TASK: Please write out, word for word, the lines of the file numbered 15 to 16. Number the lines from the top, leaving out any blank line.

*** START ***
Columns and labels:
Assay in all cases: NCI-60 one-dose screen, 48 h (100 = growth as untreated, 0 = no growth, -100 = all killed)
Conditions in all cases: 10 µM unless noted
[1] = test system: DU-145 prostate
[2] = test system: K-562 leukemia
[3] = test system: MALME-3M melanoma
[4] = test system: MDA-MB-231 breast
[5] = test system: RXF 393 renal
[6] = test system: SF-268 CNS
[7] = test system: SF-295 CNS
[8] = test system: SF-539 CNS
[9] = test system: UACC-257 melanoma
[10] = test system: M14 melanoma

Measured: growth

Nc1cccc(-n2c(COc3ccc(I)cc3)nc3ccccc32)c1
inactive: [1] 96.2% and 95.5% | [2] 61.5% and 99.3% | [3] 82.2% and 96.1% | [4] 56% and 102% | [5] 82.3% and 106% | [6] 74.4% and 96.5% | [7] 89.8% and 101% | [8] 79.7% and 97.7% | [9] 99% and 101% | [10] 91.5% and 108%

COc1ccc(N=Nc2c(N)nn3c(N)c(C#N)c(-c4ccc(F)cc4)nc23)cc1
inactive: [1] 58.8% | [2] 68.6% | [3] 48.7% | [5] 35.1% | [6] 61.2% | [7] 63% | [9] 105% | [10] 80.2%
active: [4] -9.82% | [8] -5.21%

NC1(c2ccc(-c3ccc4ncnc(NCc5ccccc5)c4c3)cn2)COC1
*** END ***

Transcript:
Nc1cccc(-n2c(COc3ccc(I)cc3)nc3ccccc32)c1
inactive: [1] 96.2% and 95.5% | [2] 61.5% and 99.3% | [3] 82.2% and 96.1% | [4] 56% and 102% | [5] 82.3% and 106% | [6] 74.4% and 96.5% | [7] 89.8% and 101% | [8] 79.7% and 97.7% | [9] 99% and 101% | [10] 91.5% and 108%